Trans-Pacific Partnership Negotiations and the Game of Poker

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There has been a lot of rhetoric lately from all political parties, pundits, publishers and people all across our great country providing their opinion on whether or not Canada needs to stay at the table and successfully conclude a deal within the Trans-Pacific Partnership (TPP) negotiations.

We have heard that the TPP negotiations “are the biggest game in town,” that the “stakes could not be higher,” that Canada “needs to stay at the table,” and conclude an agreement with our other 11 TPP trading partners.

Comments like these remind me of the same sort of comments you hear when you watch a TV episode of the World Poker Tour (WPT). In many ways the WPT and TPP are similar. You have a number of very determined people at the table, each trying to read the minds of their opponents and guess what their cards held might be and whether or not, as the betting and stakes get higher, there is a bluff or two involved.

So what are the stakes for Canadian agriculture? Consider for a moment that the TPP countries represent about 40 per cent of the world’s gross domestic product (GDP), buy approximately 65 per cent of Canada’s total agri-food exports of $50 billion annually, and that over 90 per cent of Canada’s farmers and 40 per cent of our food processing sector is dependent on export trade. I’d say those are pretty high stakes especially IF Canada is told to step away from the table because we just don’t think the timing is right to continue playing and stay in the game because the chips bet are a lot more than we are prepared to ante up.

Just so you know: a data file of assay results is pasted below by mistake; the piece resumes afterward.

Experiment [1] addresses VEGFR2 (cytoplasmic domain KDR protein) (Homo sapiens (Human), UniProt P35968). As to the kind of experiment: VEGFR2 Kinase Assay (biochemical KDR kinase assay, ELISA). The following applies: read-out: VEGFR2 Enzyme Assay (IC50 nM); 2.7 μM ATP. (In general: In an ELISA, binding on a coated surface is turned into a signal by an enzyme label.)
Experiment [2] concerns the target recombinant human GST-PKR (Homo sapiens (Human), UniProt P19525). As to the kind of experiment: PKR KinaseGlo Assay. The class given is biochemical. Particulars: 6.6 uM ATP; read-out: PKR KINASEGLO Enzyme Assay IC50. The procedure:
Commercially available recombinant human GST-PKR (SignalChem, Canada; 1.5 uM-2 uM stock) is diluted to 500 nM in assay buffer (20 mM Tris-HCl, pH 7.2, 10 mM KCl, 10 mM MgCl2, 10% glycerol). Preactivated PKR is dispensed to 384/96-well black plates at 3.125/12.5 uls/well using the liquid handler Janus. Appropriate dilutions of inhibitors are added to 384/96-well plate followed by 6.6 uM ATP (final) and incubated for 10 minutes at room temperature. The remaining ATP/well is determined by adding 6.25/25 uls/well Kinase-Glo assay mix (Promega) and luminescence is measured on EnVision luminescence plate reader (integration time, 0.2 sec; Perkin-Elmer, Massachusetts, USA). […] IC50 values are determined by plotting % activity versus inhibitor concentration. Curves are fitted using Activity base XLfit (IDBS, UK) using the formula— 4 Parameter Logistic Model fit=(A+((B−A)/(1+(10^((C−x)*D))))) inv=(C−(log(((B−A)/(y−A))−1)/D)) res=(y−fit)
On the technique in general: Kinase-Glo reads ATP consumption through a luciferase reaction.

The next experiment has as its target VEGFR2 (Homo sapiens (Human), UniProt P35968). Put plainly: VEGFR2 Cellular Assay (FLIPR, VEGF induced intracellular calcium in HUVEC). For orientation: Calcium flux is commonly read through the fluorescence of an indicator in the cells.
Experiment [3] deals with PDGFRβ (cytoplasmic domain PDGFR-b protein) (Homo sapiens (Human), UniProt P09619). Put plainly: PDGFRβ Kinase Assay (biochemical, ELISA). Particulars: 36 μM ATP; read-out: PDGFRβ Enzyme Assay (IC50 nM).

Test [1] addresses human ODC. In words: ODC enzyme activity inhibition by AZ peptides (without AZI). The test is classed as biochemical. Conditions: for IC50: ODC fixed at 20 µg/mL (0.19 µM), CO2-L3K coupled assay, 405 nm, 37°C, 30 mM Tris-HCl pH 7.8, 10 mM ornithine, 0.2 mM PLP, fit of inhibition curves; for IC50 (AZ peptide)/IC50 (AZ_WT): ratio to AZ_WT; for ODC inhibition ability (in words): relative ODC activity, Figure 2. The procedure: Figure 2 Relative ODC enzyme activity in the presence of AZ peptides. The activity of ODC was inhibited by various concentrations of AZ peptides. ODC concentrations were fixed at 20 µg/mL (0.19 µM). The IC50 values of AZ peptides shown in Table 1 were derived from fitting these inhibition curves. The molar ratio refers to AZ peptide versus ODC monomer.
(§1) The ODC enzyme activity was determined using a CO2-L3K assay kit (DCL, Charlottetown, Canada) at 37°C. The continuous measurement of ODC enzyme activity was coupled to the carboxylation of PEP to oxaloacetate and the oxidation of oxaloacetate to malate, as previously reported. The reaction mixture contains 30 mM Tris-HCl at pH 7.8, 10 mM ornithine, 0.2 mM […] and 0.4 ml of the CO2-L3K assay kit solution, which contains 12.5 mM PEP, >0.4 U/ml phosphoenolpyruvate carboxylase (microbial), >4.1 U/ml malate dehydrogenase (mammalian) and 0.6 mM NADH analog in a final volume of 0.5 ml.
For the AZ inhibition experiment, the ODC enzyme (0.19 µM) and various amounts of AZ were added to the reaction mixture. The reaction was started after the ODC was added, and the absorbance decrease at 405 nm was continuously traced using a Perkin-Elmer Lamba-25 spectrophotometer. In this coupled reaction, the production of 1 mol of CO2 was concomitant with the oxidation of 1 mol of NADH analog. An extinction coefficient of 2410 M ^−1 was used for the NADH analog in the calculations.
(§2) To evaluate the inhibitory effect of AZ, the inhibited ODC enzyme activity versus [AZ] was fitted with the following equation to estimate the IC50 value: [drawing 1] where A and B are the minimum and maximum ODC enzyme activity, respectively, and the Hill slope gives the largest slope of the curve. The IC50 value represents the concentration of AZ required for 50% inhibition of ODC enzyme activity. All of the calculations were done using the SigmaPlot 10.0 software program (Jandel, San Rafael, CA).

For the barley industry and its BCC members, the TPP is a big deal and one that we need. For Canadian barley farmers, over 50 per cent of their barley production is currently exported to TPP countries either as barley, malt, or as barley-fed beef and pork. Japan for instance is our 2nd largest malt export market, our 2nd largest pork market and our 4th largest beef market. To be told that Canada has to walk away from the table would be devastating for our entire barley value chain industry and all agri-food exporters.

Recent history has shown that when Canada took longer than anticipated to conclude a trade deal with South Korea, our trading competitors who had concluded earlier trade deals had a significant competitive advantage. As a result, Canada’s meat industry exports declined significantly as well as the lost opportunity to feed those animals with Canadian barley. Let’s not have history repeat itself.

Right now Canada is still at the final table, all the other players have shown their cards and declared “all in,” the dealer is ready to deal the last river card but is waiting for Canada to decide if we’re “all in also,” and show our cards like everyone else.

So in many ways the TPP negotiations and poker have a lot in common. But, in poker there is only one winner. In the TPP however, once the final hand has been dealt, all countries will come out winners for their respective trade interests.

Canada…the time is now to declare, “we’re all in.”

Phil de Kemp
Barley Council of Canada
Executive Director

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